Always know where they live. Make sure if need be you can drive there (make sure they're in the same country as you). Always have some form of leverage such as an SLA (Service Level Agreement) contract that dissuades them from unprofessional conduct.
The other option to outsourcing is to have customized software created to perform specific tasks in your business.
For instance, I specialize in using VBA to extend the capabilities of MS EXcel and Access, for instance. What this means is that because these two very widely used and trusted programs are already quite sophisticated, we save time just using them as platforms rather than having to rebuild the wheel every time we work on a new project.
What a lot of people don't realize is that it is possible to build fully functional and robust stand alone applications using these platforms that look and feel like any other specialized software you buy off the shelf and out of the box.
I have built a substantial number of such applications that range from replacing simple daily and time consuming tasks, to entire MRP, Pricing and Management systems.
The main advantages of doing this is that firstly, you retain control of all your precious commercial data, instead of entrusting it to anyone else. Secondly, you save time when you automate. The best result I have been able to achieve is reducing the processing time for all replenishment orders for a major organisation from 56 manhours per day, down to just 2! Thirdly, you save money as well, because instead of paying someone a weekly wage or whatever to perform repetitive and simple tasks, customized systems will normally pay themselves off in a few weeks to months (depending on the task being automated), and then increase your profits because they won't be a constant drain on your cash flow.
So, if there is any way I can be of assistance, feel free to get in touch.
With more web- or cloud-based services evolving, one can outsource almost any business task. I recommend outsourcing tasks that someone else can do better than you and that can be done in a cost-effective manor. Any tasks that are critical to your business are typically best kept internal. Which tasks to outsource really depend on (1) your business, (2) your budget, (3) your interests in doing those tasks, and (4) your ability to perform such tasks.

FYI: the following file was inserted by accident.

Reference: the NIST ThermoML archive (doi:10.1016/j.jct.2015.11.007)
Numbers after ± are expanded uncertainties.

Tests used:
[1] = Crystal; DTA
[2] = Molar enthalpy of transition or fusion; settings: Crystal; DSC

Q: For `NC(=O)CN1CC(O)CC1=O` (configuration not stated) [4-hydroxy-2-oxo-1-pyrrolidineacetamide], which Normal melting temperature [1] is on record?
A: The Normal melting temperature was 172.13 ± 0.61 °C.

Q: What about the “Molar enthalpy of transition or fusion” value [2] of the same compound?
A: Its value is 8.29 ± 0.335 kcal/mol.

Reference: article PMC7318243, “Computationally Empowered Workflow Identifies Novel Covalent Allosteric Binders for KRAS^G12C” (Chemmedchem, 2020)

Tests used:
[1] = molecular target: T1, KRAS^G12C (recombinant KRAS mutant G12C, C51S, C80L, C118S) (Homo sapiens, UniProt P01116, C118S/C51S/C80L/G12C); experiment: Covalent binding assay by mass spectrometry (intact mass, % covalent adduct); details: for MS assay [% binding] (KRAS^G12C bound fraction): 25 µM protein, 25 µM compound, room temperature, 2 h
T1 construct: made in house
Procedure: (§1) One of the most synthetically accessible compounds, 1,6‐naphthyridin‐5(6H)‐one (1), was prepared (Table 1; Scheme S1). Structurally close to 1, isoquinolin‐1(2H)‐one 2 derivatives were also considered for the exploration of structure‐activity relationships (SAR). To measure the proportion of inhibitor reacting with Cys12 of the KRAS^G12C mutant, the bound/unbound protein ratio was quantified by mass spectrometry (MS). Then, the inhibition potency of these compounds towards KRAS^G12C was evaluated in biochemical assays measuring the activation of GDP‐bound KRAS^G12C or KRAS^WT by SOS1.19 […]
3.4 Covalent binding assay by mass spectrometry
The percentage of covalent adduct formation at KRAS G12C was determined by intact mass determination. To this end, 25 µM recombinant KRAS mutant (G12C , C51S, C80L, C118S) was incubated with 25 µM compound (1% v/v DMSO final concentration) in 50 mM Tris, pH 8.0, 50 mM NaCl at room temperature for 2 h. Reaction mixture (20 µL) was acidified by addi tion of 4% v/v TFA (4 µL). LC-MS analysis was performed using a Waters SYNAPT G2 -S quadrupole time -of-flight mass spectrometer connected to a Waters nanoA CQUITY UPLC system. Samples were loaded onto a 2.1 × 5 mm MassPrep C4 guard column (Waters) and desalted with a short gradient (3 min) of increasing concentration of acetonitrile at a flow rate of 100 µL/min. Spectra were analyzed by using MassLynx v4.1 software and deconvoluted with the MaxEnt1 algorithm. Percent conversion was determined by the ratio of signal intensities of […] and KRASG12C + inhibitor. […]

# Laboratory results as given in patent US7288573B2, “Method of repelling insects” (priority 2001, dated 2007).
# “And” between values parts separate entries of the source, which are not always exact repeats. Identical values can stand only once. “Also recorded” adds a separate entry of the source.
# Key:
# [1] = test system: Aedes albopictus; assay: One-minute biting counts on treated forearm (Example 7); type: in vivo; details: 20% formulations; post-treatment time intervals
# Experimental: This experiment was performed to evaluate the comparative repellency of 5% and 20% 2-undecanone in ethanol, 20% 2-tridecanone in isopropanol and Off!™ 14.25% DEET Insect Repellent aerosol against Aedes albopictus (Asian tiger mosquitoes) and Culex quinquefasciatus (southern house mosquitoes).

There are numerous sites to find help in your business tasks. These include Freelancer, oDesk, Elance, Fiverr. For phones there are many options including Grasshopper, Virtual PBX, and many virtual office/assistant companies. If you need shipping automated, then there are several reputable dropshipping vendors. For legal help there's Rocketlawyer.
It seems your first step is to outline your business operations and list out the tasks that you currently perform. Then determine (1) which ones are critical and won't be outsourced, (2) which ones you actually like performing (may or may not want to outsource), and (3) which ones you'd rather have someone else do.
Start by being clear on your company goals and priorities. Then evaluate internal resources/skills available to accomplish our goals. This will give you a good sense of where you need help. I would then research people who can help (you can search our Experts to get started). I would schedule a few calls to ask about their experience, process, availability and pricing. I always start with discrete tasks whenever possible to evaluate their work. I generally perform the tasks first (or do a lot of research) so I can properly evaluate how well someone I hire is doing. For example, if you are hiring a sales person, try selling first so you know how long certain tasks take and what the success rate should be. This isn't always possible, but I have found it valuable for many outsourced tasks. Good luck.
Lynn, specific to your business "online shop for my knit apparel" following can be activities related with outsourcing
1) Designing and developing on online shop - graphic design, web design, payment gateway integration etc.
2) Maintaining online shops - Uploading new entries, managing blogs etc.
3) Customer support - Handling inquiries and providing support to customers (inbound and outbound)
4) logistics - delivering goods (apparels) to customers
I have just outlined important activities as a business model requirement. However all these outsourcing activities depends on business stage. Activities like marketing, purchase, accounts are not recommended for outsourcing, however you can outsource part of those activities keeping quality and strategic control in your hand ---- & also depending on business stage.
PS: If you need design related outsourcing support, feel free to connect with me - I have already provided branding and design support for few international clients.